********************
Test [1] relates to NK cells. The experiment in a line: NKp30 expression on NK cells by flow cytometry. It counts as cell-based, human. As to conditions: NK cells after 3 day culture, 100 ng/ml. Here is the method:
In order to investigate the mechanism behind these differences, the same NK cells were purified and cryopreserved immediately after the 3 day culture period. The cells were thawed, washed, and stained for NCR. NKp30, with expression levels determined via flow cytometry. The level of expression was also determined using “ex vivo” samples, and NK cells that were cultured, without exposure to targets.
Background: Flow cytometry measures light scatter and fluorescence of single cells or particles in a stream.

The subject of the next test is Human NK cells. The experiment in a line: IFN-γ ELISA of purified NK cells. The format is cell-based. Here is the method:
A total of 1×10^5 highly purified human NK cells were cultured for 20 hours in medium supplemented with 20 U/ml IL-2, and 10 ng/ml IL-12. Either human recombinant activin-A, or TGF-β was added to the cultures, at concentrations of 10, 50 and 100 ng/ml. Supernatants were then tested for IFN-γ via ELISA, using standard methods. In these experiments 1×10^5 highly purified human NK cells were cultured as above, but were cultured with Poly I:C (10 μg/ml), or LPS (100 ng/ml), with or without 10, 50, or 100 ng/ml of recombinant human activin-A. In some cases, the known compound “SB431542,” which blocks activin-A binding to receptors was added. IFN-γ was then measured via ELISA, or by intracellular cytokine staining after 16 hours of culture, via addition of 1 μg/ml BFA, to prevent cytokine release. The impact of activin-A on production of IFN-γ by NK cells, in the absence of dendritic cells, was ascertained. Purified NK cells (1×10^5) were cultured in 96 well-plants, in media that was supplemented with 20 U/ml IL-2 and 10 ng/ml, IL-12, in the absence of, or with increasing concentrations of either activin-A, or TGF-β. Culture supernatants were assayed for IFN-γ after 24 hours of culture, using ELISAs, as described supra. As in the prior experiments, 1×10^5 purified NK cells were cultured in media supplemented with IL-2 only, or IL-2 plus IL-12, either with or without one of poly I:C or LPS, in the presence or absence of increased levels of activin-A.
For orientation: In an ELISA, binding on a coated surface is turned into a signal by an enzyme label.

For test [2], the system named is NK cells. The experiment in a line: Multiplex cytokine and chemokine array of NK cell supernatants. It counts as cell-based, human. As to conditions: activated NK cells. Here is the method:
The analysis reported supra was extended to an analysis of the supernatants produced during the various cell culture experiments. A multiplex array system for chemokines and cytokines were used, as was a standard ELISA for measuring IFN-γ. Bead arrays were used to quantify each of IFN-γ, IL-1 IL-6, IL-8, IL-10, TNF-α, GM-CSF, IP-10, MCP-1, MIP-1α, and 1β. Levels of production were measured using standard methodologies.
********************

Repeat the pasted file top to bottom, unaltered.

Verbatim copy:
Test [1] relates to NK cells. The experiment in a line: NKp30 expression on NK cells by flow cytometry. It counts as cell-based, human. As to conditions: NK cells after 3 day culture, 100 ng/ml. Here is the method:
In order to investigate the mechanism behind these differences, the same NK cells were purified and cryopreserved immediately after the 3 day culture period. The cells were thawed, washed, and stained for NCR. NKp30, with expression levels determined via flow cytometry. The level of expression was also determined using “ex vivo” samples, and NK cells that were cultured, without exposure to targets.
Background: Flow cytometry measures light scatter and fluorescence of single cells or particles in a stream.

The subject of the next test is Human NK cells. The experiment in a line: IFN-γ ELISA of purified NK cells. The format is cell-based. Here is the method:
A total of 1×10^5 highly purified human NK cells were cultured for 20 hours in medium supplemented with 20 U/ml IL-2, and 10 ng/ml IL-12. Either human recombinant activin-A, or TGF-β was added to the cultures, at concentrations of 10, 50 and 100 ng/ml. Supernatants were then tested for IFN-γ via ELISA, using standard methods. In these experiments 1×10^5 highly purified human NK cells were cultured as above, but were cultured with Poly I:C (10 μg/ml), or LPS (100 ng/ml), with or without 10, 50, or 100 ng/ml of recombinant human activin-A. In some cases, the known compound “SB431542,” which blocks activin-A binding to receptors was added. IFN-γ was then measured via ELISA, or by intracellular cytokine staining after 16 hours of culture, via addition of 1 μg/ml BFA, to prevent cytokine release. The impact of activin-A on production of IFN-γ by NK cells, in the absence of dendritic cells, was ascertained. Purified NK cells (1×10^5) were cultured in 96 well-plants, in media that was supplemented with 20 U/ml IL-2 and 10 ng/ml, IL-12, in the absence of, or with increasing concentrations of either activin-A, or TGF-β. Culture supernatants were assayed for IFN-γ after 24 hours of culture, using ELISAs, as described supra. As in the prior experiments, 1×10^5 purified NK cells were cultured in media supplemented with IL-2 only, or IL-2 plus IL-12, either with or without one of poly I:C or LPS, in the presence or absence of increased levels of activin-A.
For orientation: In an ELISA, binding on a coated surface is turned into a signal by an enzyme label.

For test [2], the system named is NK cells. The experiment in a line: Multiplex cytokine and chemokine array of NK cell supernatants. It counts as cell-based, human. As to conditions: activated NK cells. Here is the method:
The analysis reported supra was extended to an analysis of the supernatants produced during the various cell culture experiments. A multiplex array system for chemokines and cytokines were used, as was a standard ELISA for measuring IFN-γ. Bead arrays were used to quantify each of IFN-γ, IL-1 IL-6, IL-8, IL-10, TNF-α, GM-CSF, IP-10, MCP-1, MIP-1α, and 1β. Levels of production were measured using standard methodologies.